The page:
Tuesday, April 21, 2015

Have You Planned Your Funeral Yet ...?

Stop all the clocks, cut off the telephone,
Prevent the dog from barking with a juicy bone,
Silence the pianos and with muffled drum
Bring out the coffin, let the mourners come.

Funeral Blues
WH Auden

Hello, Everyone,

This morning, I attended the funeral of a friend's husband. Paul was a highly intelligent, accomplished and kindly man and the service's beautifully planned readings, stories, hymns, prayers and homily all flowed together to reflect the man he was. Being at that service reminded me, once again, of the importance of planning our funerals, committing those plans to paper and talking about them with our loved ones. 

Despite having lost my elder brother, both parents, my husband, my young nephew, my mentor, and my best friend, I have yet to plan my own service. What makes us (me) so reluctant to approach this task, especially when we know how much it can help our families when they are shaken and bereaved?  For some of us, the problem is anxiety about the whole notion of death and dying. For others it is the belief that funerals are for the living so they should plan the service. Others struggle with the unattended grief of earlier losses and can't bear to contemplate thoughts further loss, theirs or others'. Others, still, worry about religious differences within their families that could lead to conflict over their plans and so  shy away from the conversations. And still others, who have no religious background at all, have no idea where to start when it comes to planning a funeral ritual so they avoid it altogether.

But there are real advantages to planning ahead our end-of-life ceremonies and rituals. The first is its positive impact on loved ones. Pre-planning greatly reduces the stress of their decision-making after our deaths (as well as their guilt about not knowing our wishes). It also allows us to personalize the ceremony - to tell our story, comfort loved ones with our favourite readings and music, create space for healthy mourning and find ways to celebrate what we've valued in our lives. (While religious traditions may dictate much of what will happen in a service, there are usually personal choices available regarding music, readings and speakers.)

Here are a few things we can consider as we plan our own ceremonies:

1. What kind of ritual do I want?  A funeral service followed by burial or cremation? A funeral service followed by graveside service? A memorial service after burial or cremation? A service in my own home? A funeral service in the city where I die and second service in another locale? Something other than a service? Do I want my body present? Do I want the coffin open?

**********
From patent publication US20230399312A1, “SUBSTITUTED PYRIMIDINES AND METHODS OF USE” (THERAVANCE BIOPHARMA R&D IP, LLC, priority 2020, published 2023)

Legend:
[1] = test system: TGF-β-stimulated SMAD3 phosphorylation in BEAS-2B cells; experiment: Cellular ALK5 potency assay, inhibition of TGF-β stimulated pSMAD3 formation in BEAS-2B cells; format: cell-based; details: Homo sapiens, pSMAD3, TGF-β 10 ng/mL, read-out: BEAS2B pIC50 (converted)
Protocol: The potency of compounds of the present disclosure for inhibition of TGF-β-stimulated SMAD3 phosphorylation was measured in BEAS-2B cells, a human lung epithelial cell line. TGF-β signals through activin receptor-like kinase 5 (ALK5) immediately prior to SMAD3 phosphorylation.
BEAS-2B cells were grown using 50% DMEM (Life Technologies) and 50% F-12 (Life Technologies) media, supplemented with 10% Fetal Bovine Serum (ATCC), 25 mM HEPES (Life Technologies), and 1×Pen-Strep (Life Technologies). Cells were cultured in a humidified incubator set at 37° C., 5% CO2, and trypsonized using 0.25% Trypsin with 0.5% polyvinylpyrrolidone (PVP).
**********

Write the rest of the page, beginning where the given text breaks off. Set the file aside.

2.  Do I want any additional ceremonies? A viewing, a wake, a visitation, a reception after the service, a one year anniversary commemoration?
3.  How closely do I want to observe my religion's mourning rituals?
4.  Where do I want the ceremony to be held? (Plus a second choice in case it is necessary) Where do I want my remains to be buried/scattered? 
5.  Who would I ask to officiate? (Plus a second choice) 
6.  Who will be my pallbearers (6)?
7.  Who will tell stories or deliver eulogies (3)?
8.  Who will read prayers, poems or other readings (3)?
9.  The readings I want to include are (3)
10. Music I want to include - prelude, postlude, songs, hymns, solos to be played/sung during the ceremony
11. What types of flowers would I like to be used to decorate the room/coffin?
12. Do I want a headstone, memorial bench or other marker? How would I like it inscribed? 
13. Are there favourite charitable organizations where a donation could be made in my name?
14. What are the groups I've belonged to that should be notified of and invited to the ceremony? (with their contact information)
15. Who are the people my family may not know who should be notified and invited? (with contact information)
16.  What wording do I want for my obituary, where do I want it placed, and for how long? 
17. Do I want my body or ashes repatriated - to the country where I was born? To the place where my grandmother or spouse was buried?

As you can see, there are actually many places where our input can make a difference.

That said, we should also remember that, as important as our planning may be, it is equally important to give loved ones explicit permission to make changes in our plans should the need arise. I have worked with more than one person whose guilt over changing funeral arrangements has helped to trigger complicated grief. Gifting your family and friends with your wishes, plus the room to move, will reduce their stress considerably.

And now, having written this post, I can safely say that by the end of the week I will have planned my own funeral service. I hope that you will take this opportunity to reflect on the questions above and give yourself (and your family) the gift of doing the same.

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